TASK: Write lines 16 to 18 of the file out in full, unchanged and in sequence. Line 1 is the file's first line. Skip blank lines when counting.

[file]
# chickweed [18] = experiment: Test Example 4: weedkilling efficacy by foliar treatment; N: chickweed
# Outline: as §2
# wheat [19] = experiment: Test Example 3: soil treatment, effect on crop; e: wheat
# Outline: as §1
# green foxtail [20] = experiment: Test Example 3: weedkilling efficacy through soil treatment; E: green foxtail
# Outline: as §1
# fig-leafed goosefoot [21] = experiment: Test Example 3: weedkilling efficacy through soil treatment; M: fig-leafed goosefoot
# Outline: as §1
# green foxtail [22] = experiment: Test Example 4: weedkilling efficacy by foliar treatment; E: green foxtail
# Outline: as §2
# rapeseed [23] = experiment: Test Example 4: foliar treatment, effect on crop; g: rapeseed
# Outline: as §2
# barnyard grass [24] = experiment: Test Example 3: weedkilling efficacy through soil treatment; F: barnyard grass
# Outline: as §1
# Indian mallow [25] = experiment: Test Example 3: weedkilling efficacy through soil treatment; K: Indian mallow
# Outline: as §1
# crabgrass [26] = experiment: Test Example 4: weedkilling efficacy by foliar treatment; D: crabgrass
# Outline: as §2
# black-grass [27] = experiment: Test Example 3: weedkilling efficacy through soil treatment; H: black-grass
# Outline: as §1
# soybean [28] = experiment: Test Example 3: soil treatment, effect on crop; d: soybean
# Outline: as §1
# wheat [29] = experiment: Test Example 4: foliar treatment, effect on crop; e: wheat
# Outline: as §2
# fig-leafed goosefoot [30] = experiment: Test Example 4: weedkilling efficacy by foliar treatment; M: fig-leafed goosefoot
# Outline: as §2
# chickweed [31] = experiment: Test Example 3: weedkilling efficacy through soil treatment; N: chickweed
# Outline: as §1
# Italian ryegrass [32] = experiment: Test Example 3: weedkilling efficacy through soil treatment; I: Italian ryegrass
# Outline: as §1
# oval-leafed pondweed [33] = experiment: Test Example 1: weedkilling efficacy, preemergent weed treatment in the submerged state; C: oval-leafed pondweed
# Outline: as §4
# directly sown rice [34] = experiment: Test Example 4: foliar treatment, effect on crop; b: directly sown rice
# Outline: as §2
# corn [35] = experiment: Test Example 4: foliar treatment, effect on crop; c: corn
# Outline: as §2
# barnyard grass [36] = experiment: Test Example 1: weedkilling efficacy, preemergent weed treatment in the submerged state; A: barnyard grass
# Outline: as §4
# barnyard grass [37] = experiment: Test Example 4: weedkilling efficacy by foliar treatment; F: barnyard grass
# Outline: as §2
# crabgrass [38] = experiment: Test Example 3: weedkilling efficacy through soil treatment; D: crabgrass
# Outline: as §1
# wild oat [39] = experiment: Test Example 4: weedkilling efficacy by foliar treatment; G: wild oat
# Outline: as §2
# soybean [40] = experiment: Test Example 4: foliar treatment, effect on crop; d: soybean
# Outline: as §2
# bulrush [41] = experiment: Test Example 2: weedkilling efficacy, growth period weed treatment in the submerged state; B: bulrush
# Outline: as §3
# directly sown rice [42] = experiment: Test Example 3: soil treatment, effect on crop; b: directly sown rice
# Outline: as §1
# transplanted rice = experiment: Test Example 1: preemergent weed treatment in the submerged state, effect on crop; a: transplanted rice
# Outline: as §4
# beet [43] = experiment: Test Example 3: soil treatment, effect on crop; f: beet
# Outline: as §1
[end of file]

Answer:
# Outline: as §1
# crabgrass [26] = experiment: Test Example 4: weedkilling efficacy by foliar treatment; D: crabgrass
# Outline: as §2